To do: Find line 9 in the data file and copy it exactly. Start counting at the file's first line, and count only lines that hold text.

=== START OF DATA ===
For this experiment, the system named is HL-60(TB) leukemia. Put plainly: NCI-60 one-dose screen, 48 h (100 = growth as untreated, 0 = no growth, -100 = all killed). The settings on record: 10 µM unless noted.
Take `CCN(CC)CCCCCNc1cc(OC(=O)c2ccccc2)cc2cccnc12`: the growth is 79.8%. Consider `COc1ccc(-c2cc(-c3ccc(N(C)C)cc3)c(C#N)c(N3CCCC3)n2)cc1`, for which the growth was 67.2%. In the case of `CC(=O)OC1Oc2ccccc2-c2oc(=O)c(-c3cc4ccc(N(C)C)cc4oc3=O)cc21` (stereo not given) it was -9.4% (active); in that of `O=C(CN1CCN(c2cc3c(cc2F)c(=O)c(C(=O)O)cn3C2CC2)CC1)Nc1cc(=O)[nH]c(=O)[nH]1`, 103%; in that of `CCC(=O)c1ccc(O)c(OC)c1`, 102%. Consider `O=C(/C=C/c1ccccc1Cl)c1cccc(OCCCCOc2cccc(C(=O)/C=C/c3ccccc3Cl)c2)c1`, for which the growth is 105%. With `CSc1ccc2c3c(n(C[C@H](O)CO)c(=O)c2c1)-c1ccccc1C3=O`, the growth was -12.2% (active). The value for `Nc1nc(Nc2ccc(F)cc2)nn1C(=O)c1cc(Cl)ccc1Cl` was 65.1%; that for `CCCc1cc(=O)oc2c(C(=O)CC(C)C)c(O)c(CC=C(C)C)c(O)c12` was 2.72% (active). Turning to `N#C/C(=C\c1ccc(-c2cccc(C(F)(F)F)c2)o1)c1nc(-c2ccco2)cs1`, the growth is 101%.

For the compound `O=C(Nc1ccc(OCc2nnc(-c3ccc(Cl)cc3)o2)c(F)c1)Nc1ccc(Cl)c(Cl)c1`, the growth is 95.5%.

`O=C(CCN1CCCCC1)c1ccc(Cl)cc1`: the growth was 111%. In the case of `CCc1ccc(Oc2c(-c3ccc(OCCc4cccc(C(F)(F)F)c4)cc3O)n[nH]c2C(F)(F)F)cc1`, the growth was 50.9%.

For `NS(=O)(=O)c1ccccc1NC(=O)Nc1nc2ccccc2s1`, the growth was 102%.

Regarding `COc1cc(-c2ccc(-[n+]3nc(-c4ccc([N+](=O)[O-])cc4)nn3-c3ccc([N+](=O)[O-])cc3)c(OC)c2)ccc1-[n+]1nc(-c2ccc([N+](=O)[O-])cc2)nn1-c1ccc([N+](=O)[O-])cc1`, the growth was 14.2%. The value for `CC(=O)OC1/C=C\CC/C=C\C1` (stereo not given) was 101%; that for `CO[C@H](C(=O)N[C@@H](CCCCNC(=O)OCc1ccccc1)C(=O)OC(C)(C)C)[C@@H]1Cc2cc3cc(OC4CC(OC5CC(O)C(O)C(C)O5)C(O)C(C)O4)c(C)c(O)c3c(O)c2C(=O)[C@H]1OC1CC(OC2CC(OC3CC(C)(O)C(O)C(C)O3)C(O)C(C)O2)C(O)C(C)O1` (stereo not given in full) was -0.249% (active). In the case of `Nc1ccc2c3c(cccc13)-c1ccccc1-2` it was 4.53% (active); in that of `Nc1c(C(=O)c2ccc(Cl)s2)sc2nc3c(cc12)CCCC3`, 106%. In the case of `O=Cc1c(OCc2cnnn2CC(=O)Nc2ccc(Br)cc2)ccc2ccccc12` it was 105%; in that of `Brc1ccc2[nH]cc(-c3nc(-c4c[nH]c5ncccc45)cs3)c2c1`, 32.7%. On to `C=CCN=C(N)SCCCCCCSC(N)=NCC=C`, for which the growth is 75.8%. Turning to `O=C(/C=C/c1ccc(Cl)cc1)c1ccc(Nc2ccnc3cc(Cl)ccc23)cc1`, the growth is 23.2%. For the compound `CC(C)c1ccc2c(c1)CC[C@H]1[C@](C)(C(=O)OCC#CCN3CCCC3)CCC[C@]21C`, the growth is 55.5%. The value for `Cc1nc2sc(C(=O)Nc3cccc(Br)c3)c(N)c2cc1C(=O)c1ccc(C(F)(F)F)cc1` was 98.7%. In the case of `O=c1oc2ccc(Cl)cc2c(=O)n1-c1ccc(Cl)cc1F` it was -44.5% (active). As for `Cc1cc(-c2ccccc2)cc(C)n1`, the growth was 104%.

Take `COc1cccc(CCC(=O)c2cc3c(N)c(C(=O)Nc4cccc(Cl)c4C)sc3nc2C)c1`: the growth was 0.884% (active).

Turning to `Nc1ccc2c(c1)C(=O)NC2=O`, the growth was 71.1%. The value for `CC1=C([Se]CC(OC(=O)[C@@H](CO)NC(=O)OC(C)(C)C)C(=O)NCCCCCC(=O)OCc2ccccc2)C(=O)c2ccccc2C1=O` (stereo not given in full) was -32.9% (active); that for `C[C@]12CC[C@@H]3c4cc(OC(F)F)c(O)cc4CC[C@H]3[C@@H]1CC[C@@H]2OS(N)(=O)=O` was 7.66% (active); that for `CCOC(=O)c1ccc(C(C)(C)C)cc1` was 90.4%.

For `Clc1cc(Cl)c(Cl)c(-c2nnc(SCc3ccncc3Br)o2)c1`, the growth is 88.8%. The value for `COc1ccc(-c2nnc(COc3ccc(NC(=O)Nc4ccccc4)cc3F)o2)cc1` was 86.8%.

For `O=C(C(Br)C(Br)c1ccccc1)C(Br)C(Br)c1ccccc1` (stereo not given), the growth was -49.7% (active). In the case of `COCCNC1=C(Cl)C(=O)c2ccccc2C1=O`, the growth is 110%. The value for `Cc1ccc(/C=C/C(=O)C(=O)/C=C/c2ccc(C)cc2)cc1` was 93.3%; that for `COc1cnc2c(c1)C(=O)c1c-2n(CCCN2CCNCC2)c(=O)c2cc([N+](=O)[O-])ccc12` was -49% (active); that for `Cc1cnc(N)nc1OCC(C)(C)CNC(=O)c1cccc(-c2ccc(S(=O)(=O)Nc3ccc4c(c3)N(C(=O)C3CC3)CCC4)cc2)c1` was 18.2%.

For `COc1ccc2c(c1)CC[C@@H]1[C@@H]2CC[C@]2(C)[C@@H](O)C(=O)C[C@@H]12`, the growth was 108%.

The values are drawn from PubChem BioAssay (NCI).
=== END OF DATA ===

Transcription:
For `Clc1cc(Cl)c(Cl)c(-c2nnc(SCc3ccncc3Br)o2)c1`, the growth is 88.8%. The value for `COc1ccc(-c2nnc(COc3ccc(NC(=O)Nc4ccccc4)cc3F)o2)cc1` was 86.8%.